A Holy Rebel

Joan of Arc confuses me a bit. I watched the movie The Messenger: The Story of Joan of Arc (see trailer here). Though I can’t rightfully say whether the movie did a good job or not in portraying her, I confess I’m a little confused as to the “message” of Joan of Arc. I understand she is a symbol of patriotism. In fact, I discovered that prior to her canonization in 1920 she was considered “as a symbol of patriotism in the US”:

“When the United States entered the war, Americans swiftly disregarded Joan’s national origins and began to claim her as a universal patriot. A song called “Joan of Arc — They Are Calling You” was penned by Alfred Bryan and Willie Weston. Set to music by Jack Wells, it became extremely popular with the American public and was often sung by U.S. doughboys.

Books about Joan flooded the market, including a sentimental tale titled The Broken Soldier and the Maid of France, in which a brave young Joan appears to a French deserter and inspires him to return to his unit. Children’s books such as Joan of Arc: The Warrior Maid brought Joan’s story to the juvenile set. Mark Twain’s book about Joan was reissued with lavish illustrations by artist Howard Pyle.

A film called “Joan the Woman” was released on Christmas Day, 1916. Starring Geraldine Farrar as Joan, this 180-minute Cecil B. DeMille epic received glowing reviews and achieved box office success.

A New York monument to Joan was commissioned in 1915. It was designed by sculptor Anna Vaughn Hyatt, who consulted with experts at the Metropolitan Museum of Art to ensure that Joan’s armor and sword were depicted in a historically accurate manner.


After the Great War finally ended, U.S. relations with France soured over disputes concerning war loans. Joan was quickly and quietly dropped as a symbol of American patriotism. After she was elevated to sainthood, Joan “belonged to” the Roman Catholics and was no longer extremely popular with the nation as a whole.”

(From here)

But in addition to patriotism it would seem to me that she could inspire a bit of rebellion as well. Or, maybe that’s just how some could view her.  For instance, there are the voices she heard which she said were from God but the church at the time didn’t believe; she rode into battle dressed as a man; she cut her hair.  It seems that just as she can be praised for being a patriot she can also be exalted as being a holy rebel, a patron saint for pretty much anything and anyone the Church disagrees with. Like I said, I don’t know how accurate the movie was and I’m sure there were a number of discrepancies but for a good part of  the film she seemed to be a little nuts. It was the Church who was against her. Then, some twenty years later they pardoned her only to wait another 500 years before canonizing her. One wonders if this can in any way inspire those whom are shunned today to think in time the Church will finally see where it went wrong.

On the other hand, tomorrow we celebrate in our Church another warrior saint. Tomorrow is Vidovdan, the feast day of St. Lazar the Great Martyr of Kosovo, when we remember in our prayers all the heroes of Kosovo field. Yet this day we celebrate a different kind of patriotism, dying not for the earthly kingdom “which lasts only for a brief time. But the Heavenly Kingdom which is always and forever.”  I suppose connections can be made between Joan of Arc and St. Lazar, but I’m afraid they aren’t very strong.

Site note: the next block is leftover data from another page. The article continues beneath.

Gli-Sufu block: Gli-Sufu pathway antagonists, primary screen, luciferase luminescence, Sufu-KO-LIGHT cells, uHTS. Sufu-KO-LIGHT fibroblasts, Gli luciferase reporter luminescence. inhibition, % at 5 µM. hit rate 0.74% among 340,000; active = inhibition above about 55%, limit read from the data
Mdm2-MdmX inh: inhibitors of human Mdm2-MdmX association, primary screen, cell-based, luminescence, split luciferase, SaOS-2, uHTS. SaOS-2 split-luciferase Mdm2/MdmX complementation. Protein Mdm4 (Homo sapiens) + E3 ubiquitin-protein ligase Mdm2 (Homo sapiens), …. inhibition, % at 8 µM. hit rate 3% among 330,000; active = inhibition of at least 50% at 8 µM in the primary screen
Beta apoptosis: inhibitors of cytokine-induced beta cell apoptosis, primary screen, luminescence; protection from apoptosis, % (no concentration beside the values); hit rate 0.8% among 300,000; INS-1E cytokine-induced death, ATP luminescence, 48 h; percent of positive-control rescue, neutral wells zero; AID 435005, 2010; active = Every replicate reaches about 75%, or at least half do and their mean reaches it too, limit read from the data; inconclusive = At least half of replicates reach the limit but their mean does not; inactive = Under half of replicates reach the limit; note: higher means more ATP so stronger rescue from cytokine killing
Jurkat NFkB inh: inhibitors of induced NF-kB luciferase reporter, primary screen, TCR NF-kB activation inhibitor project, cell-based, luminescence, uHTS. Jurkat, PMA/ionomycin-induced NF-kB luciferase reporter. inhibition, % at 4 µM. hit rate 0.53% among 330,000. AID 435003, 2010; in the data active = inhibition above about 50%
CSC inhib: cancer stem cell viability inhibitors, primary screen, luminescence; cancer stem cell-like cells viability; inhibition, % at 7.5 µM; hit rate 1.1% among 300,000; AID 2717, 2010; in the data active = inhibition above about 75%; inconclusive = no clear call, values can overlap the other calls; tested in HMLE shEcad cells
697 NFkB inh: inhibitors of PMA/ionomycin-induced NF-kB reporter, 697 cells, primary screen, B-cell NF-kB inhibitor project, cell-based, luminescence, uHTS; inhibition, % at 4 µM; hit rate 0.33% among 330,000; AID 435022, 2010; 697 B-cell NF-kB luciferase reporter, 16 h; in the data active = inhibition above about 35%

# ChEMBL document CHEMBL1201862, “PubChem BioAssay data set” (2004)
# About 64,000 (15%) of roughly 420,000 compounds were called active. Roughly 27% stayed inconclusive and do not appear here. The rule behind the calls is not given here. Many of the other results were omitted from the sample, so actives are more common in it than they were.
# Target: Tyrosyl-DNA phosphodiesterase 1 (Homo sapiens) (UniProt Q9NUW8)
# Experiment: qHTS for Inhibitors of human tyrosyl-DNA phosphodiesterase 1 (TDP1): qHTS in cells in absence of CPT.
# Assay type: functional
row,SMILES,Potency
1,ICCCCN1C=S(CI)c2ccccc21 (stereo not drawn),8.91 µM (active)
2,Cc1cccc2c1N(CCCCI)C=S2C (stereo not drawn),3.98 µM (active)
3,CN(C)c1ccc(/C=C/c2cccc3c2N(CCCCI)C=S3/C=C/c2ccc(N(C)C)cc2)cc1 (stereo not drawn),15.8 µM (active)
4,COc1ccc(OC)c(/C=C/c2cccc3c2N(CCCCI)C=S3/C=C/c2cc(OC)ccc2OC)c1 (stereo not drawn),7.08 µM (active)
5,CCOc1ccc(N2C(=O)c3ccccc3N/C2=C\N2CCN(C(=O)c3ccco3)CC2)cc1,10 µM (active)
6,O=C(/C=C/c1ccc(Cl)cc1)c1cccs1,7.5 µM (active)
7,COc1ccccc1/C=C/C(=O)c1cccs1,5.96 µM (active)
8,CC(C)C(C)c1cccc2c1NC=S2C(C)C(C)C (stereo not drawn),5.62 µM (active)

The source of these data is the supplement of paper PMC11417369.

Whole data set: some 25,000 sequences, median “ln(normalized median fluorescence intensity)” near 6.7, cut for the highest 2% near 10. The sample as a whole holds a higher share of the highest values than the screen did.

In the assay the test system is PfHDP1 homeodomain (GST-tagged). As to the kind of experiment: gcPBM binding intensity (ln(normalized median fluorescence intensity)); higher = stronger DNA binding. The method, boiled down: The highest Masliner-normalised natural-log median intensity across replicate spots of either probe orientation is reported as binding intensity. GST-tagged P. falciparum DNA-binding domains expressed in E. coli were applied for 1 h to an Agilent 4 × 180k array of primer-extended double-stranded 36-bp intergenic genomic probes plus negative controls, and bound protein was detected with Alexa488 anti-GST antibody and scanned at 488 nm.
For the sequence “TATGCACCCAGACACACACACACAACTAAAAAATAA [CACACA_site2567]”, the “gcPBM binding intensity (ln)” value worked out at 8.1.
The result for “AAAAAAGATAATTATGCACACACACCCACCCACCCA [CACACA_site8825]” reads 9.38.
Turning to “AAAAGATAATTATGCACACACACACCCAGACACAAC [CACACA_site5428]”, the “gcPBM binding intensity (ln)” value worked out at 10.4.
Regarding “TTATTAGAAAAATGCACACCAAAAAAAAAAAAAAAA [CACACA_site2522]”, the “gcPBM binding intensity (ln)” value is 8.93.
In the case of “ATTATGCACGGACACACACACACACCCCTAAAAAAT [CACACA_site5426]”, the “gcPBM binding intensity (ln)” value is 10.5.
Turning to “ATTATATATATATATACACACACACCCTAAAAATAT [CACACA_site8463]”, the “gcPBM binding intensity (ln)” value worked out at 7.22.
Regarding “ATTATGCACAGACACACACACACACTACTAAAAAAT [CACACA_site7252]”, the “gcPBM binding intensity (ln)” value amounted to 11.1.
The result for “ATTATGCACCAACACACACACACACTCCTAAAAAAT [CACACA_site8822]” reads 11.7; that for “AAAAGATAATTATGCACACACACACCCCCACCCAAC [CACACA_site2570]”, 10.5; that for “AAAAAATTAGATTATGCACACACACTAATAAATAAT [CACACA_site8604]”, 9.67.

But if nothing else they are both known for their victories. After the victory over the English and their siege of Orleans Joan became known as the Maid of Orleans. St. Lazar, on the other hand, after his victory on Kosovo field, which cost him his head, became known as St. Lazar of Kosovo. For it was there that he found his victory and, as the poet says, “all was holy and honorable and acceptable to gracious God.”


2 thoughts on “A Holy Rebel

  1. The Joan depicted in the movie The Messenger bares little resemblance to the real Saint Joan of history. The 1999 movie is much better in portraying Joan although the movie does have some major deviations from history. The real Saint Joan ultimately lead her people back to God and the ultimate freedom found only in Jesus Christ. A perfect movie about her has yet to be done but you can find some reviews of the ones out there at:

  2. On the way to my church, I go around a traffic circle which has in its center a large golden statue of Joan of Arc on horseback. You’d never know it was her. It looks like a knight on horseback. The statue used to be a pleasant light green from the patinated brass it is cast from, but a few years ago, the Catholic parish that borders the circle had the statue “restored” and it is now a gleaming gold color, probably lacquered over to keep it that way.

    I have never been comfortable with young girls hearing voices. I have never felt it was right the way women mystics tend to throw the Western Church over the edge into the abyss of “new revelations”, either ahead of, or trailing, the popes’ pontifications.

    Although I know many Orthodox who believe that the Roman Catholic “apparitions” of Mary are valid, I know of none that I can accept. To me all are frauds—Lourdes, Fatima, Medjugorje, Guadalupe, you name it. To be honest, I am always suspicious of “apparitions”, no matter who has them. And of voices, well, I’ve known too many people afflicted with mental illness to trust “voices.”

    Patriotism of the earthly sort can be worth dying for, as in the case of political freedom. That is not what was going on in the days of Joan of Arc; political freedom had not yet been invented. Patriotism of the heavenly sort, yes, if we must die to maintain the truth of Christ, then so be it, and I don’t want to be left behind.

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